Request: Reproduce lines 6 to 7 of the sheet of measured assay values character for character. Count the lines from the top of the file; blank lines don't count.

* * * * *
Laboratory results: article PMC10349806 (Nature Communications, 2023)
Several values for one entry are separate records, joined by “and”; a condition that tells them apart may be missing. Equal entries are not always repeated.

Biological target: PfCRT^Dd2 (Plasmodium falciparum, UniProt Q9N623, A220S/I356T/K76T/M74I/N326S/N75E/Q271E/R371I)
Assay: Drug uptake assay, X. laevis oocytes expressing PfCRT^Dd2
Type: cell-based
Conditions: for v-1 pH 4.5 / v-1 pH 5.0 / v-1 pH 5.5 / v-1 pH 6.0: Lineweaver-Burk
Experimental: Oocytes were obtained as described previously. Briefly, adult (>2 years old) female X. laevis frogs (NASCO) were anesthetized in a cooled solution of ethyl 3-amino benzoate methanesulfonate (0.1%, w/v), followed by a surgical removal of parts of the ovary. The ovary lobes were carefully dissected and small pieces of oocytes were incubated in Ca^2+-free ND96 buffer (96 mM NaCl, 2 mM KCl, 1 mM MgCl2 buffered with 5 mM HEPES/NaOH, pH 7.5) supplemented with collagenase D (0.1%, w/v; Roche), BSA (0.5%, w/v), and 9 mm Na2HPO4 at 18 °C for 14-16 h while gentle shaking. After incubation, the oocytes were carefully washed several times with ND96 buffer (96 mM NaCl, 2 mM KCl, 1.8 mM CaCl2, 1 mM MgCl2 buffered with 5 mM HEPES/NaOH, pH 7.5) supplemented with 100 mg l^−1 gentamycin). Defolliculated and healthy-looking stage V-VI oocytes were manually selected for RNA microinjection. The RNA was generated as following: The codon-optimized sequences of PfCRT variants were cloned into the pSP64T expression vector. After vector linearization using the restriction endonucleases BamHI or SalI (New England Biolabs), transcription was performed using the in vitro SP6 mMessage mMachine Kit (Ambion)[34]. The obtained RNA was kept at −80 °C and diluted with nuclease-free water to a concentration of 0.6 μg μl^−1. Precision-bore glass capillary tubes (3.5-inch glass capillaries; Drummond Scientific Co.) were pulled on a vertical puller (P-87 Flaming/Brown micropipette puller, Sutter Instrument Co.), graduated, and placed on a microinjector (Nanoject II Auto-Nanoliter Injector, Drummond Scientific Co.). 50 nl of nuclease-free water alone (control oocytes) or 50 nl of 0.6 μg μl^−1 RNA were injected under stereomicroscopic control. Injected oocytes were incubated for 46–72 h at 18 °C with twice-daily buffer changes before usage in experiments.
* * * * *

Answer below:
Conditions: for v-1 pH 4.5 / v-1 pH 5.0 / v-1 pH 5.5 / v-1 pH 6.0: Lineweaver-Burk
Experimental: Oocytes were obtained as described previously. Briefly, adult (>2 years old) female X. laevis frogs (NASCO) were anesthetized in a cooled solution of ethyl 3-amino benzoate methanesulfonate (0.1%, w/v), followed by a surgical removal of parts of the ovary. The ovary lobes were carefully dissected and small pieces of oocytes were incubated in Ca^2+-free ND96 buffer (96 mM NaCl, 2 mM KCl, 1 mM MgCl2 buffered with 5 mM HEPES/NaOH, pH 7.5) supplemented with collagenase D (0.1%, w/v; Roche), BSA (0.5%, w/v), and 9 mm Na2HPO4 at 18 °C for 14-16 h while gentle shaking. After incubation, the oocytes were carefully washed several times with ND96 buffer (96 mM NaCl, 2 mM KCl, 1.8 mM CaCl2, 1 mM MgCl2 buffered with 5 mM HEPES/NaOH, pH 7.5) supplemented with 100 mg l^−1 gentamycin). Defolliculated and healthy-looking stage V-VI oocytes were manually selected for RNA microinjection. The RNA was generated as following: The codon-optimized sequences of PfCRT variants were cloned into the pSP64T expression vector. After vector linearization using the restriction endonucleases BamHI or SalI (New England Biolabs), transcription was performed using the in vitro SP6 mMessage mMachine Kit (Ambion)[34]. The obtained RNA was kept at −80 °C and diluted with nuclease-free water to a concentration of 0.6 μg μl^−1. Precision-bore glass capillary tubes (3.5-inch glass capillaries; Drummond Scientific Co.) were pulled on a vertical puller (P-87 Flaming/Brown micropipette puller, Sutter Instrument Co.), graduated, and placed on a microinjector (Nanoject II Auto-Nanoliter Injector, Drummond Scientific Co.). 50 nl of nuclease-free water alone (control oocytes) or 50 nl of 0.6 μg μl^−1 RNA were injected under stereomicroscopic control. Injected oocytes were incubated for 46–72 h at 18 °C with twice-daily buffer changes before usage in experiments.